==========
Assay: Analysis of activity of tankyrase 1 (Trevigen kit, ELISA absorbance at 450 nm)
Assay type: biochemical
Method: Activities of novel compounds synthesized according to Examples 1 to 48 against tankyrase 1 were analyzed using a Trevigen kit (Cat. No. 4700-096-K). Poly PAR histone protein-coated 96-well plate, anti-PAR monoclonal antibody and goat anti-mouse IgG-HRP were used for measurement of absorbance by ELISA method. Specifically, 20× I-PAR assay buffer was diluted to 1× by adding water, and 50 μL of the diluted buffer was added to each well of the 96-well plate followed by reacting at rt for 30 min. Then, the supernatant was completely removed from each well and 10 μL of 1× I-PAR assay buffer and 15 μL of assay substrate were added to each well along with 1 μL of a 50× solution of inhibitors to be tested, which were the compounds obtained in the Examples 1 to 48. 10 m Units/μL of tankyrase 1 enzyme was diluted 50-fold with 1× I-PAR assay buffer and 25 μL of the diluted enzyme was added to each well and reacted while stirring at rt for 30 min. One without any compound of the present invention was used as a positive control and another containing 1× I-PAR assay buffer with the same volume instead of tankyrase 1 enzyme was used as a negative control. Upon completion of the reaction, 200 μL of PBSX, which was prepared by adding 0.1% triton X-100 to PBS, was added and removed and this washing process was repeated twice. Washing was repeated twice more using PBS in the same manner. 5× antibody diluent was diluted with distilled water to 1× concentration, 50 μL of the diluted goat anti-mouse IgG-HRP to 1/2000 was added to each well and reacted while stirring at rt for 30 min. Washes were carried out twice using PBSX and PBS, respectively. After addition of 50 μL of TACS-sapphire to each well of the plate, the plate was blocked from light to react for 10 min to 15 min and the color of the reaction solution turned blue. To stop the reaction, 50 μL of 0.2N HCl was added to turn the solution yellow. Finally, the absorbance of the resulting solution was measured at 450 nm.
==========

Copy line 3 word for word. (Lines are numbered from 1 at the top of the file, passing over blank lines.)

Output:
Method: Activities of novel compounds synthesized according to Examples 1 to 48 against tankyrase 1 were analyzed using a Trevigen kit (Cat. No. 4700-096-K). Poly PAR histone protein-coated 96-well plate, anti-PAR monoclonal antibody and goat anti-mouse IgG-HRP were used for measurement of absorbance by ELISA method. Specifically, 20× I-PAR assay buffer was diluted to 1× by adding water, and 50 μL of the diluted buffer was added to each well of the 96-well plate followed by reacting at rt for 30 min. Then, the supernatant was completely removed from each well and 10 μL of 1× I-PAR assay buffer and 15 μL of assay substrate were added to each well along with 1 μL of a 50× solution of inhibitors to be tested, which were the compounds obtained in the Examples 1 to 48. 10 m Units/μL of tankyrase 1 enzyme was diluted 50-fold with 1× I-PAR assay buffer and 25 μL of the diluted enzyme was added to each well and reacted while stirring at rt for 30 min. One without any compound of the present invention was used as a positive control and another containing 1× I-PAR assay buffer with the same volume instead of tankyrase 1 enzyme was used as a negative control. Upon completion of the reaction, 200 μL of PBSX, which was prepared by adding 0.1% triton X-100 to PBS, was added and removed and this washing process was repeated twice. Washing was repeated twice more using PBS in the same manner. 5× antibody diluent was diluted with distilled water to 1× concentration, 50 μL of the diluted goat anti-mouse IgG-HRP to 1/2000 was added to each well and reacted while stirring at rt for 30 min. Washes were carried out twice using PBSX and PBS, respectively. After addition of 50 μL of TACS-sapphire to each well of the plate, the plate was blocked from light to react for 10 min to 15 min and the color of the reaction solution turned blue. To stop the reaction, 50 μL of 0.2N HCl was added to turn the solution yellow. Finally, the absorbance of the resulting solution was measured at 450 nm.